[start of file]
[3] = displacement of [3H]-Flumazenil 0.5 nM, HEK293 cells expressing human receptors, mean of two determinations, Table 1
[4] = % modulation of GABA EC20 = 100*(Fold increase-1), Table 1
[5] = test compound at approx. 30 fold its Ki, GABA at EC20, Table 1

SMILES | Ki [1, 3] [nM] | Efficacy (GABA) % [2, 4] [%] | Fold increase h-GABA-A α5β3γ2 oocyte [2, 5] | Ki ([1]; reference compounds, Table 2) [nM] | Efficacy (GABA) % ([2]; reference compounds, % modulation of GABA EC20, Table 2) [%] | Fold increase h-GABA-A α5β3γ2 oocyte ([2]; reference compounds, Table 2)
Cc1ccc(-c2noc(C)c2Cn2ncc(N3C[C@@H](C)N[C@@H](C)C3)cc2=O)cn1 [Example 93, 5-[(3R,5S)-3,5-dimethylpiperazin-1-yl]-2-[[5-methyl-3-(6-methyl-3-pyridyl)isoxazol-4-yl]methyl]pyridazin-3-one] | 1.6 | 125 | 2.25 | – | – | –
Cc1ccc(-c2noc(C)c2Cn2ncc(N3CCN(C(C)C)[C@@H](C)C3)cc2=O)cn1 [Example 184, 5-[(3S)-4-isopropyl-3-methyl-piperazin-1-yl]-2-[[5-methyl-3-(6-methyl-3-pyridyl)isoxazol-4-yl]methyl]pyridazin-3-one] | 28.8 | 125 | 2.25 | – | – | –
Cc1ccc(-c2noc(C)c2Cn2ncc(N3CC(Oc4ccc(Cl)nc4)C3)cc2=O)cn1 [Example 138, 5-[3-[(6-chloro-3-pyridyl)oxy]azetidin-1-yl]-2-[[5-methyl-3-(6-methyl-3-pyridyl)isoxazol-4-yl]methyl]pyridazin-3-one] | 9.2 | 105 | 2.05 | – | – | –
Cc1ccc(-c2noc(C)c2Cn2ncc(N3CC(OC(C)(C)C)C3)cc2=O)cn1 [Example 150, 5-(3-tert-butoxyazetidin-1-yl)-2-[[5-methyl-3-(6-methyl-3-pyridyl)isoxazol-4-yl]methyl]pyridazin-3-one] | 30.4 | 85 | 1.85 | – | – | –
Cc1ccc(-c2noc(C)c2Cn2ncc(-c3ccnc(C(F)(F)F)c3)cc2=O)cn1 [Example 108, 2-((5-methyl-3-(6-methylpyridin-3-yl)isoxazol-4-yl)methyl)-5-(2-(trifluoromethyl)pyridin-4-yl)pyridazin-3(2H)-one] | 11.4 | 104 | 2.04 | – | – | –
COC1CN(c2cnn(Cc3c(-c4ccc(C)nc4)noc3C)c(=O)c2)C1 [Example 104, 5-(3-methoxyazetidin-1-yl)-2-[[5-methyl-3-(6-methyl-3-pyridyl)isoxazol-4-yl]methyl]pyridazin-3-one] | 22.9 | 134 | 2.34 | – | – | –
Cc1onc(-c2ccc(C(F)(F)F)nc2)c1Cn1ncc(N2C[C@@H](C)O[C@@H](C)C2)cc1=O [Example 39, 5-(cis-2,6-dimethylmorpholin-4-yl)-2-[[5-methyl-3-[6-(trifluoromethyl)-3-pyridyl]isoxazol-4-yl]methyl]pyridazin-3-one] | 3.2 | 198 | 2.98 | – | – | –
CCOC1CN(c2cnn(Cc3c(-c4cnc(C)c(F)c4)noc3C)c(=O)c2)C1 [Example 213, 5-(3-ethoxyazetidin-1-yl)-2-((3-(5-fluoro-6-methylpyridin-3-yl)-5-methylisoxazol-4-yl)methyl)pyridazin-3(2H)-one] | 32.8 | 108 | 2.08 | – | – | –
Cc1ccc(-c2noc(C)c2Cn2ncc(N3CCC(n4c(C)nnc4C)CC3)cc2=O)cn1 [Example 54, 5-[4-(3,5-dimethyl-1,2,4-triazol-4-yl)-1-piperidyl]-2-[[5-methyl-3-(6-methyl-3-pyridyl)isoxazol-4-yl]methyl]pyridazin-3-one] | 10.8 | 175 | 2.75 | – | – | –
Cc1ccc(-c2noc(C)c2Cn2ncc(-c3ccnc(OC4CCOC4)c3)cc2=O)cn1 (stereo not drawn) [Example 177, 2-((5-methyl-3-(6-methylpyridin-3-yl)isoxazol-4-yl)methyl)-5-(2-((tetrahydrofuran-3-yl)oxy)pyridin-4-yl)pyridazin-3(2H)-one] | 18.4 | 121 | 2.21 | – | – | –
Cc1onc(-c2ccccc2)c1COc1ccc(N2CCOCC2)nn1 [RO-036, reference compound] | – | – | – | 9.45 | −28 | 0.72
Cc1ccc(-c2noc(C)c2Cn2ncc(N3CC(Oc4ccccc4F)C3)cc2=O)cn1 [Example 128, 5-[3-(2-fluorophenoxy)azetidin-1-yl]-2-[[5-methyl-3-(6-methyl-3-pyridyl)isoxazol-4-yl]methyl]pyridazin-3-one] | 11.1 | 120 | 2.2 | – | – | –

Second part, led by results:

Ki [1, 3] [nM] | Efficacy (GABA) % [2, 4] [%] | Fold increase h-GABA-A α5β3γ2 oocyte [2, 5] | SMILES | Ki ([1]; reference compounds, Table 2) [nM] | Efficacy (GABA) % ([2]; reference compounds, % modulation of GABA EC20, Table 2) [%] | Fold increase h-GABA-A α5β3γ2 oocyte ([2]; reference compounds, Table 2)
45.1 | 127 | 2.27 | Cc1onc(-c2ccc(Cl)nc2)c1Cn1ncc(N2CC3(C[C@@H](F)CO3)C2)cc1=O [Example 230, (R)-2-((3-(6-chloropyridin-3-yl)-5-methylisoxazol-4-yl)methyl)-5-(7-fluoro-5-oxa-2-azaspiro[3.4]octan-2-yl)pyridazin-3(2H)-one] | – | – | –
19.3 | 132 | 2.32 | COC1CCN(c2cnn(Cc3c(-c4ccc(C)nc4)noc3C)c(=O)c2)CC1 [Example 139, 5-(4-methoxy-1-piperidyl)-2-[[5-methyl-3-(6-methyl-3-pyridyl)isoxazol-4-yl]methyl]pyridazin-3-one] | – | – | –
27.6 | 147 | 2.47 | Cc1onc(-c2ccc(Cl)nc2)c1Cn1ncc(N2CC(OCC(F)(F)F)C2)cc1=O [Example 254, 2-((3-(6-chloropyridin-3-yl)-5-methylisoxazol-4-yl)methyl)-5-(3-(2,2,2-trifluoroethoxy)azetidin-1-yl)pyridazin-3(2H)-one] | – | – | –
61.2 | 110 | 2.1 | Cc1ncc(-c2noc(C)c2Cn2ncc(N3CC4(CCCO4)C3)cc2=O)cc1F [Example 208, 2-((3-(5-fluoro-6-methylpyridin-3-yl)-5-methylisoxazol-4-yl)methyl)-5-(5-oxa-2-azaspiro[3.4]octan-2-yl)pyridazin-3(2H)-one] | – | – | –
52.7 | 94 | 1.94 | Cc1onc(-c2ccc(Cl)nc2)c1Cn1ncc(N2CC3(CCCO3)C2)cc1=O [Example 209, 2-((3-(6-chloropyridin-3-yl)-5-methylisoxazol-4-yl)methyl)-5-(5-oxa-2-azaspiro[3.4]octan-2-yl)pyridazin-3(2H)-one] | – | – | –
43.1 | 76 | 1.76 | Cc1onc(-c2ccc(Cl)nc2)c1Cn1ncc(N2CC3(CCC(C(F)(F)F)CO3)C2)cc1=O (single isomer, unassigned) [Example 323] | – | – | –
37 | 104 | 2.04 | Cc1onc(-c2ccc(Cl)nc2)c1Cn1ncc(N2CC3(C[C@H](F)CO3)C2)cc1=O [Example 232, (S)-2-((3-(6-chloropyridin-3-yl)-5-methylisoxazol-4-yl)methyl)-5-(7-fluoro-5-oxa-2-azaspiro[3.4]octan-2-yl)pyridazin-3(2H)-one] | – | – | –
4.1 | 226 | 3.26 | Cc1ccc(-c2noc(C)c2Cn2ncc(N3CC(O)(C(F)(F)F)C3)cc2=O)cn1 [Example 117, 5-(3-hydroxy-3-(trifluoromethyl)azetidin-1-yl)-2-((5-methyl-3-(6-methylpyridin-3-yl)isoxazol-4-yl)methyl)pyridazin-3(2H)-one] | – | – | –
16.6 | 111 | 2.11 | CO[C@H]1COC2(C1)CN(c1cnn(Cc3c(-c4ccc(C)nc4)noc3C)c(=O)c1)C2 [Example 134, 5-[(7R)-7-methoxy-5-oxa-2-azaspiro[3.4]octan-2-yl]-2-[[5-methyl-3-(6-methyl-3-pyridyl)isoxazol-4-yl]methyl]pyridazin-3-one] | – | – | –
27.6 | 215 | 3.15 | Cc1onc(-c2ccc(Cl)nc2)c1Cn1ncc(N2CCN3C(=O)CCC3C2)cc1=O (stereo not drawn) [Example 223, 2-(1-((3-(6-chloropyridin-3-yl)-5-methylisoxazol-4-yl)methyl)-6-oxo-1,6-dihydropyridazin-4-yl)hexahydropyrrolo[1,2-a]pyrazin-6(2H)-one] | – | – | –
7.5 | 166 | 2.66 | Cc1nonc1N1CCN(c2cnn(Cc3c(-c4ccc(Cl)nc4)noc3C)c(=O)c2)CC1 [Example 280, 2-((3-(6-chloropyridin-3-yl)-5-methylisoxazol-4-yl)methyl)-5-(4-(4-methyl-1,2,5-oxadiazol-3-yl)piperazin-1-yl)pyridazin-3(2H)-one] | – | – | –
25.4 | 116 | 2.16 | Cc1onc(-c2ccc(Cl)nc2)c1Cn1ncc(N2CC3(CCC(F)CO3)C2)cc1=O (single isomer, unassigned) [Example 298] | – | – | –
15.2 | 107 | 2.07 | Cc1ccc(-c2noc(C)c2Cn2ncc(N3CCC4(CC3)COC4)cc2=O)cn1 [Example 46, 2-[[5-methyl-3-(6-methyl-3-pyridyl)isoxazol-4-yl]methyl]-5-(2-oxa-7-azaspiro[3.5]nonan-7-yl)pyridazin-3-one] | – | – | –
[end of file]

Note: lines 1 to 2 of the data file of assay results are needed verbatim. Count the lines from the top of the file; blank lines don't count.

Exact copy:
[3] = displacement of [3H]-Flumazenil 0.5 nM, HEK293 cells expressing human receptors, mean of two determinations, Table 1
[4] = % modulation of GABA EC20 = 100*(Fold increase-1), Table 1